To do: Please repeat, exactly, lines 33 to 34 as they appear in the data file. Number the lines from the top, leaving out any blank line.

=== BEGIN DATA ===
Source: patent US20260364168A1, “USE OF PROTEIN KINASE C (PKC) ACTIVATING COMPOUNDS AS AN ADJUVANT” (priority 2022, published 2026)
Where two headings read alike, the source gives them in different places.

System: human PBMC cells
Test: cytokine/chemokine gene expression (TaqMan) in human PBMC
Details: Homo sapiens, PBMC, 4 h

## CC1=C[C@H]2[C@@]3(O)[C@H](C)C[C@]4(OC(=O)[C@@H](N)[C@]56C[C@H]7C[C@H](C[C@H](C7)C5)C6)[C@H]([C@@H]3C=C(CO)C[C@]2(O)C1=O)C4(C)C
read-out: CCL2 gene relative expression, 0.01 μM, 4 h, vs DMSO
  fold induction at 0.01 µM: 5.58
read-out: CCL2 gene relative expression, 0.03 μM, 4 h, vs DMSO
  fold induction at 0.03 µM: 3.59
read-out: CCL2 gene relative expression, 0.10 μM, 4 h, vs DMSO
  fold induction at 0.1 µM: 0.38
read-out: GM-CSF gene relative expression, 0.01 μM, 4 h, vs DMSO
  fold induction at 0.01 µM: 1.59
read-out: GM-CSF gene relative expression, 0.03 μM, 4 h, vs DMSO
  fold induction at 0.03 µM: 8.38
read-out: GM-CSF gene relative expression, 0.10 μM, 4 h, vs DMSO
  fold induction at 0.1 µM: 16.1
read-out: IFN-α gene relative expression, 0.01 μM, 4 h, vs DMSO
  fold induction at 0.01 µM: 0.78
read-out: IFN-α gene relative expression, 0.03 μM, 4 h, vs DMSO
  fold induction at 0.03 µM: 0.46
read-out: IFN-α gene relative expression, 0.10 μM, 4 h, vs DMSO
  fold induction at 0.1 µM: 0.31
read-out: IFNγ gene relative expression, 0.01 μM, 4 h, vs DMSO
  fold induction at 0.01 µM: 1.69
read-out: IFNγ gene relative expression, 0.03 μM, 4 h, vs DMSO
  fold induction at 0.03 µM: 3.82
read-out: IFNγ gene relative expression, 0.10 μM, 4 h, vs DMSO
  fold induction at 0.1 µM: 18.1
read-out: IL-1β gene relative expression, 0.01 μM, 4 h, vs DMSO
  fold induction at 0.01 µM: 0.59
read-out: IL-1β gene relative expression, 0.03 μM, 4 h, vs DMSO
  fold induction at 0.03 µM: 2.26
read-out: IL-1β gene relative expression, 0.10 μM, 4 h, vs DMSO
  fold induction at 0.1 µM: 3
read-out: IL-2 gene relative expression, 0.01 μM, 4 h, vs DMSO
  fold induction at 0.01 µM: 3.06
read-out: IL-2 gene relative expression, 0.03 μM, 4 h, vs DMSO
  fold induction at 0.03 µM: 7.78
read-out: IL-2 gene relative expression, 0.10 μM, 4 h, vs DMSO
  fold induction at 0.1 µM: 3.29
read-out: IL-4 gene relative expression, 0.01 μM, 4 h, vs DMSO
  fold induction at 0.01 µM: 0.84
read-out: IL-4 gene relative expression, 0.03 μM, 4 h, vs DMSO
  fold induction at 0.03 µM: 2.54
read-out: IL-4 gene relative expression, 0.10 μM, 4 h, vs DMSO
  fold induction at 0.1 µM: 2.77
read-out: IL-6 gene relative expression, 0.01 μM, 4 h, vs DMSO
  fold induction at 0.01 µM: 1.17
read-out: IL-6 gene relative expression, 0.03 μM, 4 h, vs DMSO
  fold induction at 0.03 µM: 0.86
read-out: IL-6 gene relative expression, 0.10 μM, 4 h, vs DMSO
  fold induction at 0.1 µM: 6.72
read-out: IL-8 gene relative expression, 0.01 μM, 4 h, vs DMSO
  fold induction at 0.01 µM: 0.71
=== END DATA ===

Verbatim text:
read-out: IL-1β gene relative expression, 0.03 μM, 4 h, vs DMSO
  fold induction at 0.03 µM: 2.26